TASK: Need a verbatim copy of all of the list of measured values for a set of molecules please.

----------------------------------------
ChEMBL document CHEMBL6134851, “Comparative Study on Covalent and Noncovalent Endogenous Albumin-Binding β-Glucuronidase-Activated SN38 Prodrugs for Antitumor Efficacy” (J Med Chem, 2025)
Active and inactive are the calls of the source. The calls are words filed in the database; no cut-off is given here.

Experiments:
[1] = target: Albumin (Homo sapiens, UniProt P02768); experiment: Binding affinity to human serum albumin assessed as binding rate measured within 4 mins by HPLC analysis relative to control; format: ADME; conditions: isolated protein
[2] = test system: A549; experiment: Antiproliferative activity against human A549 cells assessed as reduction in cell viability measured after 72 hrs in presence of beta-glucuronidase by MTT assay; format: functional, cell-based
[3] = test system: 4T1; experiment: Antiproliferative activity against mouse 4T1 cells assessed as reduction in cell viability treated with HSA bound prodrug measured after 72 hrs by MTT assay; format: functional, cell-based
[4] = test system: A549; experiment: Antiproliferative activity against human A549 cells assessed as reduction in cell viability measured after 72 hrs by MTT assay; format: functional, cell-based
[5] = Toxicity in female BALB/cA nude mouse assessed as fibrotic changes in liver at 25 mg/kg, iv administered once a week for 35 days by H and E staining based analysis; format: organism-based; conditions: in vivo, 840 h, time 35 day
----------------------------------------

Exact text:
ChEMBL document CHEMBL6134851, “Comparative Study on Covalent and Noncovalent Endogenous Albumin-Binding β-Glucuronidase-Activated SN38 Prodrugs for Antitumor Efficacy” (J Med Chem, 2025)
Active and inactive are the calls of the source. The calls are words filed in the database; no cut-off is given here.

Experiments:
[1] = target: Albumin (Homo sapiens, UniProt P02768); experiment: Binding affinity to human serum albumin assessed as binding rate measured within 4 mins by HPLC analysis relative to control; format: ADME; conditions: isolated protein
[2] = test system: A549; experiment: Antiproliferative activity against human A549 cells assessed as reduction in cell viability measured after 72 hrs in presence of beta-glucuronidase by MTT assay; format: functional, cell-based
[3] = test system: 4T1; experiment: Antiproliferative activity against mouse 4T1 cells assessed as reduction in cell viability treated with HSA bound prodrug measured after 72 hrs by MTT assay; format: functional, cell-based
[4] = test system: A549; experiment: Antiproliferative activity against human A549 cells assessed as reduction in cell viability measured after 72 hrs by MTT assay; format: functional, cell-based
[5] = Toxicity in female BALB/cA nude mouse assessed as fibrotic changes in liver at 25 mg/kg, iv administered once a week for 35 days by H and E staining based analysis; format: organism-based; conditions: in vivo, 840 h, time 35 day